1. Not finding help here? Sign up for a free 30min tutor trial with Chegg Tutors
    Dismiss Notice
Dismiss Notice
Join Physics Forums Today!
The friendliest, high quality science and math community on the planet! Everyone who loves science is here!

Current in parallel circuits

  1. Feb 19, 2007 #1
    This is just a general question... when trying to solve for the current in each resistor in a parallel circuit, how do you go about setting it up? (I know that the equation V=IR comes in handy...)
  2. jcsd
  3. Feb 19, 2007 #2


    User Avatar
    Gold Member

    You could use the current divider rule. That would require you to find the total current in the circuit. Whats wrong with using V=IR?
  4. Feb 19, 2007 #3
    What is the current divider rule?
  5. Feb 19, 2007 #4


    User Avatar
    Gold Member

    Its used to find current when resistances are hooked up in parallel with each other. Here is a wiki picture that should clear things up for you:
  6. Feb 19, 2007 #5
    That really helped! But if the circuit has three branches in parallel, does the formula change to I1=Itotal x ((R2+R3)/(R1+R2+R3)) ?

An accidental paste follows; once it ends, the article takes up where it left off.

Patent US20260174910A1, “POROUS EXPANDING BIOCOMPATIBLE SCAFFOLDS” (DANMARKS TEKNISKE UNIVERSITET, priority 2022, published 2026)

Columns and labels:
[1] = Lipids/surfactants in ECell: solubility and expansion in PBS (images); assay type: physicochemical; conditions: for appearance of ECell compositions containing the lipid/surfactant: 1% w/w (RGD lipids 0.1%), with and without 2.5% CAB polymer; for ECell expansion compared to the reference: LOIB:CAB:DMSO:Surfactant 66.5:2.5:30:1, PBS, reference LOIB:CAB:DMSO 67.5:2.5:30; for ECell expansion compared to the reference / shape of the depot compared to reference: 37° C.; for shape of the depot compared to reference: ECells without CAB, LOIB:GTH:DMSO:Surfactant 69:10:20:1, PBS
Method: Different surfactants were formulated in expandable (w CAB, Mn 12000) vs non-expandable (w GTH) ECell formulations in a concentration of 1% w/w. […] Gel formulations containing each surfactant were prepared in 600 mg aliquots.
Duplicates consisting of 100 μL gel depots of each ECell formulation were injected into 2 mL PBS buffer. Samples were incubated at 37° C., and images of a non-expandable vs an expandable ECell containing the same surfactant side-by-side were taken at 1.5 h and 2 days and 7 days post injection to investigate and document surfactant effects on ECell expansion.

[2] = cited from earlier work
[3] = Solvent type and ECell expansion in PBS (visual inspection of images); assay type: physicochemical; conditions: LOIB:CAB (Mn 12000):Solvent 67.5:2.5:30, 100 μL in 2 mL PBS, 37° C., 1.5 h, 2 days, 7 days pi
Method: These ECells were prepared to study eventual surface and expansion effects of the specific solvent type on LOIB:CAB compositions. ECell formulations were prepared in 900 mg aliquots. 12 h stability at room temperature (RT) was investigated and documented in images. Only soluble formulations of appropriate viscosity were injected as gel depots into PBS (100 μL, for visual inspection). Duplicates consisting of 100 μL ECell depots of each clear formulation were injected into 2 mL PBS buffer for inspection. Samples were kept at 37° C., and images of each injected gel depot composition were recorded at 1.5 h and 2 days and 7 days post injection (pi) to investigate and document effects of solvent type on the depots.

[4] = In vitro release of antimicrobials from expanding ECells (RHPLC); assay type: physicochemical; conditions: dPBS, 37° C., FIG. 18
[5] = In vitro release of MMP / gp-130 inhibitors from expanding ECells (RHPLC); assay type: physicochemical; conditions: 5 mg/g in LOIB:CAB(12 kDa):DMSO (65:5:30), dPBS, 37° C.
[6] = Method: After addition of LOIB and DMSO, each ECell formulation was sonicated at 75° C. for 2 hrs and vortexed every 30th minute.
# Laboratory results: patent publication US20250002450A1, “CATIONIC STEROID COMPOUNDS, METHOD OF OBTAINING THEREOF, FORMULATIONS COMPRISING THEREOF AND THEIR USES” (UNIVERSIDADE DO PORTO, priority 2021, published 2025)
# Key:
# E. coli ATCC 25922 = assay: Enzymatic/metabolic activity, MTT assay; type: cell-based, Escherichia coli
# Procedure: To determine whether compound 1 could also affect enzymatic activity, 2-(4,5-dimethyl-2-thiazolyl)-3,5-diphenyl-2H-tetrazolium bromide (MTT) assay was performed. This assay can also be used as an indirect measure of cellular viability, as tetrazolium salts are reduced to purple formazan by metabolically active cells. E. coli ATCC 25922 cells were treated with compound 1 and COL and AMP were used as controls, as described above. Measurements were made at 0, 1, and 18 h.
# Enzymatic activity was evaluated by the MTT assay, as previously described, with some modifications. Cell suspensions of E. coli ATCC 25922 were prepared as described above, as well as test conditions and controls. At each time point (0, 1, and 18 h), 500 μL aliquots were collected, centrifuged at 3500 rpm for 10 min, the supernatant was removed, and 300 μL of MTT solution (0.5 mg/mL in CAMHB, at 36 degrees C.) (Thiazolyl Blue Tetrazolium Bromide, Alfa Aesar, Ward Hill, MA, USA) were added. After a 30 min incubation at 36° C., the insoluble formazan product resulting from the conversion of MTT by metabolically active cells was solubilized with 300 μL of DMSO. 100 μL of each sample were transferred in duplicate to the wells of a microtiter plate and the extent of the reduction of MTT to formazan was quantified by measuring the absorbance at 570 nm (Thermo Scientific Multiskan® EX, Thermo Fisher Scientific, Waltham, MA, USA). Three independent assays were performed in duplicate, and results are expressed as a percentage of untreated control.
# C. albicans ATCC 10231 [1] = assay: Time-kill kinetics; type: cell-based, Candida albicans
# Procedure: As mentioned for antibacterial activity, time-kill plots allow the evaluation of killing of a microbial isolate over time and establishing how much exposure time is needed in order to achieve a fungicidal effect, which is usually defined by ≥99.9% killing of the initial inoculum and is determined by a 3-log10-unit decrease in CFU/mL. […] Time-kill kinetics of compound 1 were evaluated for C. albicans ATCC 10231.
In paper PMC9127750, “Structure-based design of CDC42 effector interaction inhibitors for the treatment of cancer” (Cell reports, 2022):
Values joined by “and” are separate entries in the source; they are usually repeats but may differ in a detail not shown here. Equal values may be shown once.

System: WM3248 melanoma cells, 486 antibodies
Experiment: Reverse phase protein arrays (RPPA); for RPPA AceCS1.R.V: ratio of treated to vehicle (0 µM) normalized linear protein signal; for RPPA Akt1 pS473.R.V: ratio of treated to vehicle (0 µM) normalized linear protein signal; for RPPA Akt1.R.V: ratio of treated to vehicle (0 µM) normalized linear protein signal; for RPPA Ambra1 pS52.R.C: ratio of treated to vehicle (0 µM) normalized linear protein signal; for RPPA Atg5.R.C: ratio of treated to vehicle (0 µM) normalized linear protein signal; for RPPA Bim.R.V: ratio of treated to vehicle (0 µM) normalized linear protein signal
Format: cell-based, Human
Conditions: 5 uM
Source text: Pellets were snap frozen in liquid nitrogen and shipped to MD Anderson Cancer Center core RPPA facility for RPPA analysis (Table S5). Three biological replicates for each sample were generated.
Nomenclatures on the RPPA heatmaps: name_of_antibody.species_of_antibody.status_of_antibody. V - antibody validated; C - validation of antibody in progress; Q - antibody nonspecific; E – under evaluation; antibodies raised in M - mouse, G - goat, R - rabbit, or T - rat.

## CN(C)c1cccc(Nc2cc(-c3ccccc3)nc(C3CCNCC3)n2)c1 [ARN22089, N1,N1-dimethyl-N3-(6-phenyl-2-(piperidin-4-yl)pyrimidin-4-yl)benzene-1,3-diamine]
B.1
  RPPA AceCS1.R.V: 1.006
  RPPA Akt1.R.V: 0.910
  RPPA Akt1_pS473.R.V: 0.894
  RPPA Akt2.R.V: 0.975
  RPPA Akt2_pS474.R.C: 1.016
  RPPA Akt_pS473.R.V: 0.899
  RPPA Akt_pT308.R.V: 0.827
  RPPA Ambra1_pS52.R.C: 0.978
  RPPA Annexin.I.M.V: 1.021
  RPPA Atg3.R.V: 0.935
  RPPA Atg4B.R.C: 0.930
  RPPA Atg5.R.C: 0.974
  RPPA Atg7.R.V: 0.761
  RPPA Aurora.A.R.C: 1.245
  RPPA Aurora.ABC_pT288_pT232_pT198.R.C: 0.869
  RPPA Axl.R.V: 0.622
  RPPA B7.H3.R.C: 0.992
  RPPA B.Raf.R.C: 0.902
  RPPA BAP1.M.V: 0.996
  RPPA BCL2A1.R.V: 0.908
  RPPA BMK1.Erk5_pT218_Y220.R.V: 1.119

7. Feb 19, 2007 #6


    User Avatar
    Gold Member

    It changes a little when we have more than two resistances. Lets consider a circuit with three parallel branches. We know that the voltage drop across any resistor in a parallel circuit is equal to that of the source:

    [tex] I_x = \frac{V_s}{R_x}[/tex]

    [tex]V_s = I_TR_T[/tex] <--the source voltage is equal to the total current times the total resistance.

    Now substituting [itex]I_TR_T[/itex] for Vs in the first equation (Ix).

    [tex]I_x = \frac{I_TR_T}{R_x}[/tex]

    We can therefore conclude that the current through any parallel resistor is in fact:
    [tex]I_x = \frac{R_T}{R_x}\cdot I_T[/tex]

    Hope it helps/
Know someone interested in this topic? Share this thread via Reddit, Google+, Twitter, or Facebook

Have something to add?

Similar Discussions: Current in parallel circuits